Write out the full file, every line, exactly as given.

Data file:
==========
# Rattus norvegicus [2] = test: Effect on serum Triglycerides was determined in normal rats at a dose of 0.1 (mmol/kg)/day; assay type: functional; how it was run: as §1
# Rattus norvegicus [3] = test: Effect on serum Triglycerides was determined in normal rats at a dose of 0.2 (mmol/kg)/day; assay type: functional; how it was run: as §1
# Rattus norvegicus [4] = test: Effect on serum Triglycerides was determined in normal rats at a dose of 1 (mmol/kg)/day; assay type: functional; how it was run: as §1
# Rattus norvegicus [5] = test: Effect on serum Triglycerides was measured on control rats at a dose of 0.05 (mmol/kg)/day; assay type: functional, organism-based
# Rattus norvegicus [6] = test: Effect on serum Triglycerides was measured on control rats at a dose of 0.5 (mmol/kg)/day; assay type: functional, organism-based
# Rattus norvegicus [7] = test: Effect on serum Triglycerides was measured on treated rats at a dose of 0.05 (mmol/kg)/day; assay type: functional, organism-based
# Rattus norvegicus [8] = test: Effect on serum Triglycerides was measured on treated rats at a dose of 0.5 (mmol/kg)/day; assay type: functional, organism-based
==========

# Rattus norvegicus [2] = test: Effect on serum Triglycerides was determined in normal rats at a dose of 0.1 (mmol/kg)/day; assay type: functional; how it was run: as §1
# Rattus norvegicus [3] = test: Effect on serum Triglycerides was determined in normal rats at a dose of 0.2 (mmol/kg)/day; assay type: functional; how it was run: as §1
# Rattus norvegicus [4] = test: Effect on serum Triglycerides was determined in normal rats at a dose of 1 (mmol/kg)/day; assay type: functional; how it was run: as §1
# Rattus norvegicus [5] = test: Effect on serum Triglycerides was measured on control rats at a dose of 0.05 (mmol/kg)/day; assay type: functional, organism-based
# Rattus norvegicus [6] = test: Effect on serum Triglycerides was measured on control rats at a dose of 0.5 (mmol/kg)/day; assay type: functional, organism-based
# Rattus norvegicus [7] = test: Effect on serum Triglycerides was measured on treated rats at a dose of 0.05 (mmol/kg)/day; assay type: functional, organism-based
# Rattus norvegicus [8] = test: Effect on serum Triglycerides was measured on treated rats at a dose of 0.5 (mmol/kg)/day; assay type: functional, organism-based